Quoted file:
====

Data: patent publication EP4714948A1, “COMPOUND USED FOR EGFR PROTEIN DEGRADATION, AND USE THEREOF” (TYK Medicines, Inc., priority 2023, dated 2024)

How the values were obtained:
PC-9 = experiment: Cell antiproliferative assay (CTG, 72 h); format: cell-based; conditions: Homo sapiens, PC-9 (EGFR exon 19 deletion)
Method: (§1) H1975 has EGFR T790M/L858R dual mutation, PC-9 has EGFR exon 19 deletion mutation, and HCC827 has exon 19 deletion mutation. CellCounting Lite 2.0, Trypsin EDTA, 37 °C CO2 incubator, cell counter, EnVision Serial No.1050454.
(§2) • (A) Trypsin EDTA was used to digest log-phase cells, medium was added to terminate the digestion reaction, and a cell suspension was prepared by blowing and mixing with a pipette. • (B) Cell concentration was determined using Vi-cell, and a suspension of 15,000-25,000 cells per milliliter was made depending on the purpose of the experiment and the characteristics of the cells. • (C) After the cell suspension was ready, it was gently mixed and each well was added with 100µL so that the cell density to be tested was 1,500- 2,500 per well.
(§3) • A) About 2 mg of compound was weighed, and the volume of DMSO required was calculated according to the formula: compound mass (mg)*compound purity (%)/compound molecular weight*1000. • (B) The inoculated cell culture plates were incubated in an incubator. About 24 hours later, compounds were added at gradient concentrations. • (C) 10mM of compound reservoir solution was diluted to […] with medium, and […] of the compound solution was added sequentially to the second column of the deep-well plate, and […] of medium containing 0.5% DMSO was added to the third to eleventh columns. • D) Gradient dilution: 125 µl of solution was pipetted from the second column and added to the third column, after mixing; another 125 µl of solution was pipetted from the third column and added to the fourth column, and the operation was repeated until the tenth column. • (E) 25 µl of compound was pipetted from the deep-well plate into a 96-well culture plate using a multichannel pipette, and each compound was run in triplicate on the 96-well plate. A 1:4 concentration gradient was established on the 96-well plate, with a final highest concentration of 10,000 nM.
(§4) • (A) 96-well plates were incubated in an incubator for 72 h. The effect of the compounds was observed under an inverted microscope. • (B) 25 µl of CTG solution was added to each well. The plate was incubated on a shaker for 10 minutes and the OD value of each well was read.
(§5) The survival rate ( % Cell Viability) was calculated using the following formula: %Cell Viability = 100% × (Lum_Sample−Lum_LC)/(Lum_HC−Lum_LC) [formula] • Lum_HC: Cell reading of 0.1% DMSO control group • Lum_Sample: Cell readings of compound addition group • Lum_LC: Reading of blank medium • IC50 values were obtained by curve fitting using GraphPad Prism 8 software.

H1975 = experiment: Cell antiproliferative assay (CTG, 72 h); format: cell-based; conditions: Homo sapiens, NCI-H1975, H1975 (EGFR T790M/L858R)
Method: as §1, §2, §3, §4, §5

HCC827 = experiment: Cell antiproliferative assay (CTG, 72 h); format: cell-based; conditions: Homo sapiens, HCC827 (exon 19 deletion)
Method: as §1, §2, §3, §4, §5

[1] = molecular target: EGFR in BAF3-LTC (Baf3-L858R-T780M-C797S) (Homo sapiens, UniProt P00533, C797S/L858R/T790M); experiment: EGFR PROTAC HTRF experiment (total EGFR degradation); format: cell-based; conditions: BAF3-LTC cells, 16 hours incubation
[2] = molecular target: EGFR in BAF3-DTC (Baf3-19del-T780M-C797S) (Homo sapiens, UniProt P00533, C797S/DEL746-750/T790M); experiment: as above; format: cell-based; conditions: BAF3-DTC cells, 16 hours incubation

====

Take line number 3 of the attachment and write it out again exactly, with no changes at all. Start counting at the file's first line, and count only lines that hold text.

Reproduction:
PC-9 = experiment: Cell antiproliferative assay (CTG, 72 h); format: cell-based; conditions: Homo sapiens, PC-9 (EGFR exon 19 deletion)